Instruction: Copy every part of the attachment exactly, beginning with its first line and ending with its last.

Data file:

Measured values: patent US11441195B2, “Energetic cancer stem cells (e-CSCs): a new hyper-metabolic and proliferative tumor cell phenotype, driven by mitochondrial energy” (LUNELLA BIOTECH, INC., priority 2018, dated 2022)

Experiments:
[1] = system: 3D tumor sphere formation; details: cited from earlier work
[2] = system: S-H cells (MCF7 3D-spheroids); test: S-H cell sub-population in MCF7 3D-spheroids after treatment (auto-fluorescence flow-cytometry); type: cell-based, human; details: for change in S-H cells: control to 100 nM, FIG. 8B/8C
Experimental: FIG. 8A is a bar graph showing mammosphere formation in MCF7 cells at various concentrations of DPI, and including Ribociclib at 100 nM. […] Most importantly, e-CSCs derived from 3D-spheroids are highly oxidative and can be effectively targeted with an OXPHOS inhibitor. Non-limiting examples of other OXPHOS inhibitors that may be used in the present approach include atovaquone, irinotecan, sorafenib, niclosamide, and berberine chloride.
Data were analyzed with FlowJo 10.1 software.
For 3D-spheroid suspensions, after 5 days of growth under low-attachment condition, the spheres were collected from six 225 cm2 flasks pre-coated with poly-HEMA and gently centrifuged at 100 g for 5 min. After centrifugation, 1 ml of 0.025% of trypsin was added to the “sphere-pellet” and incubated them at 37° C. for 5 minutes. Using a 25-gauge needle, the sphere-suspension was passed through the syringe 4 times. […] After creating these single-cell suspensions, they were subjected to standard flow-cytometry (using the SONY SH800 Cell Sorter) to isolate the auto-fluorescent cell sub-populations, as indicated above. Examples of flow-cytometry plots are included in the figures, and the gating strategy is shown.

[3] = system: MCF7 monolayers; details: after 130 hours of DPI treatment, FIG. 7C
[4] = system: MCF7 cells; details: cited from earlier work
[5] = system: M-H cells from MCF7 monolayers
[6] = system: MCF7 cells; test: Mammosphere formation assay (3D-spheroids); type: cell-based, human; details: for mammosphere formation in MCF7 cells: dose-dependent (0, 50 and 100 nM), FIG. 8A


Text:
Measured values: patent US11441195B2, “Energetic cancer stem cells (e-CSCs): a new hyper-metabolic and proliferative tumor cell phenotype, driven by mitochondrial energy” (LUNELLA BIOTECH, INC., priority 2018, dated 2022)

Experiments:
[1] = system: 3D tumor sphere formation; details: cited from earlier work
[2] = system: S-H cells (MCF7 3D-spheroids); test: S-H cell sub-population in MCF7 3D-spheroids after treatment (auto-fluorescence flow-cytometry); type: cell-based, human; details: for change in S-H cells: control to 100 nM, FIG. 8B/8C
Experimental: FIG. 8A is a bar graph showing mammosphere formation in MCF7 cells at various concentrations of DPI, and including Ribociclib at 100 nM. […] Most importantly, e-CSCs derived from 3D-spheroids are highly oxidative and can be effectively targeted with an OXPHOS inhibitor. Non-limiting examples of other OXPHOS inhibitors that may be used in the present approach include atovaquone, irinotecan, sorafenib, niclosamide, and berberine chloride.
Data were analyzed with FlowJo 10.1 software.
For 3D-spheroid suspensions, after 5 days of growth under low-attachment condition, the spheres were collected from six 225 cm2 flasks pre-coated with poly-HEMA and gently centrifuged at 100 g for 5 min. After centrifugation, 1 ml of 0.025% of trypsin was added to the “sphere-pellet” and incubated them at 37° C. for 5 minutes. Using a 25-gauge needle, the sphere-suspension was passed through the syringe 4 times. […] After creating these single-cell suspensions, they were subjected to standard flow-cytometry (using the SONY SH800 Cell Sorter) to isolate the auto-fluorescent cell sub-populations, as indicated above. Examples of flow-cytometry plots are included in the figures, and the gating strategy is shown.

[3] = system: MCF7 monolayers; details: after 130 hours of DPI treatment, FIG. 7C
[4] = system: MCF7 cells; details: cited from earlier work
[5] = system: M-H cells from MCF7 monolayers
[6] = system: MCF7 cells; test: Mammosphere formation assay (3D-spheroids); type: cell-based, human; details: for mammosphere formation in MCF7 cells: dose-dependent (0, 50 and 100 nM), FIG. 8A